Creating a VM with DigitalOcean for Trading

Disclaimer: I take no responsibility if you follow this guide and get hacked and lose all your money. It’s best to run everything at home or hardware you own when possible.

I’ve already made a guide about moving trading algorithms to Linux and using Docker for Trader Workstation which can be found here. In this guide I will be going over how to setup a VM (aka VPS) at DigitalOcean for basically nothing to run Trader Workstation. You can follow the same steps with EC2 (or Lightsail), Google, Linode, or another provider. I would not recommend using a random cheap host you found off Google.

Affiliate link

Oracle now provides a free tier that gives you access to two VMs (at the time of writing). Give that a try if you don’t want to spend any money.

Step 1

  • I’ll be using Ubuntu 18.04 x64 with the cheapest $5 plan. This should be plenty for my needs and if not I can easily upgrade to the $10 plan with 2GB of memory.
  • I recommend enabling backups since it’s only $1 a month and if something bad happens you can restore the VM almost instantly.
  • The location is important since IBs servers are near New York. I have chosen the New York 3 location (not pictured).

Step 2

  • I recommend that you create a firewall rule to only allow SSH (port 22) inbound and ICMP. During the Linux setup part I will use ufw to create rules that only allow SSH inbound as well.

Step 3

SSH into the server (hopefully you’re using SSH keys and not passwords!). If you don’t know how to do that you probably shouldn’t be following this guide.

First, I’ll be upgrading and installing a couple packages. fail2ban is an easy way to block SSH brute force attempts. It’s not really necessary when using SSH keys. unattended-upgrades is to keep the system up to date without interaction.

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apt update && apt upgrade -y && apt dist-upgrade -y
apt install fail2ban unattended-upgrades -y
apt autoremove -y

Reconfigure unattended-upgrades to automatically install stable updates.

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dpkg-reconfigure unattended-upgrades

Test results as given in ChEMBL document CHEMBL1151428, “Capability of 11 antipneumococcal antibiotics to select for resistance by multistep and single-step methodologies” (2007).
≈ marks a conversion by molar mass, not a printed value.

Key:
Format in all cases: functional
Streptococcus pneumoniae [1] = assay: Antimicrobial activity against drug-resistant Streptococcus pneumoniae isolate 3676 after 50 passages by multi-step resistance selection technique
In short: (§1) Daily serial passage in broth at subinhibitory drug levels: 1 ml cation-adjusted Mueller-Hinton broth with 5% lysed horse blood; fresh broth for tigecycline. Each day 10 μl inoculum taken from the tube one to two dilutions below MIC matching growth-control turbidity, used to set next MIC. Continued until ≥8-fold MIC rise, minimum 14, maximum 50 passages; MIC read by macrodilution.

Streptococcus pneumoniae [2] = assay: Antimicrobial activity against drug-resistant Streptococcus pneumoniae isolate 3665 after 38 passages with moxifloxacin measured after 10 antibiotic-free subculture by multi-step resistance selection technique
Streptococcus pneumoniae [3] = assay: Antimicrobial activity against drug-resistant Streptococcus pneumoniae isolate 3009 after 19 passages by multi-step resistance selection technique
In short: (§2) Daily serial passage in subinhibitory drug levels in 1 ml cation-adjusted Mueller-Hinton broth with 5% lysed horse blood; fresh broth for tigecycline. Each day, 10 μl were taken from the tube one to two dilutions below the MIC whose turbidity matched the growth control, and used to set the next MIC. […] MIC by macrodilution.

Reconfigure tzdata and set the timezone to US/Eastern. This might not be necessary but I don’t want any weird bugs popping up due to the timezone not being Eastern.

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dpkg-reconfigure tzdata

Finally, reboot to use the new kernel that was probably upgraded.

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reboot

Step 4

Configure the firewall.

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ufw allow 22/tcp
ufw enable

Step 5

Now it’s time to install docker.

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sudo apt-get install \
apt-transport-https \
ca-certificates \
curl \
gnupg-agent \
software-properties-common
curl -fsSL https://download.docker.com/linux/ubuntu/gpg | sudo apt-key add -
sudo add-apt-repository \
"deb [arch=amd64] https://download.docker.com/linux/ubuntu \
$(lsb_release -cs) \
stable"
sudo apt-get install docker-ce docker-ce-cli containerd.io

It’s probably a good idea to hold the packages so if you upgrade while TWS is running it won’t upgrade docker and TWS will not restart. You can upgrade it manually each time by unmarking these packages.

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apt-mark hold docker-ce docker-ce-cli containerd.io

Create a swap file since DigitalOcean does not have any swap to begin with.

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fallocate -l 2G /swap
chmod 600 /swap
mkswap /swap
swapon /swap
echo '/swap none swap sw 0 0' | sudo tee -a /etc/fstab

Step 6

I will be using my own docker container for TWS. You can use someone elses or build your own like I did. In the future I may change the container to mount a volume for TWS settings so it’s not necessary to copy the configuration into the container.

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git clone https://github.com/ryanclouser/docker-tws.git
cd docker-tws

This is where it gets a little tricky. You must go into your C:\Jts folder and look for a folder that is unusually long. This is used to identify settings for your account. You should have one for live and another for paper.

Copy the tws.xml from it into your docker-tws folder on the server. Go back one directory and copy jts.ini to the docker-tws folder as well.

Edit Dockerfile and replace the PROFILE value with it like so. It should be significantly longer than what is shown in the screenshot.

Change the PASSWORD field to something else if you want a strong VNC password.

Build the container.

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docker build -t tws .

Step 7

And finally we can start the container and see it using VNC.

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docker run -d --rm --name tws -e ARGS="username=IB_USERNAME password=IB_PASSWORD" -p 5900:5900 -p 7496:7496 -p 7497:7497 tws

You will need to reconnect with SSH using these parameters so local port 5900 connections are forwarded to the remote server through the SSH tunnel.

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ssh ... -L 127.0.0.1:5900:127.0.0.1:5900

I like using TightVNC on Windows. There’s RealVNC on macOS and iOS which is just as good. And of course Remmina on Linux.

Final Thoughts

  • If TWS never logs in and opens, you probably need more RAM or a different Java version to be installed.
  • If you’re using this for algo trading where you do not need to see charts and what it’s doing every second, you can opt to use IB Gateway which is way less resource intensive.
  • 1GB of memory ended up working but I needed to create a swap file. If you chose to use TWS with an algo instead of IB Gateway, I would recommend at least 2 cores so TWS doesn’t hog it all.
  • At the time of writing I do not use any VPS for trading and simply run everything at home as that is more secure and the easiest/cheapest option.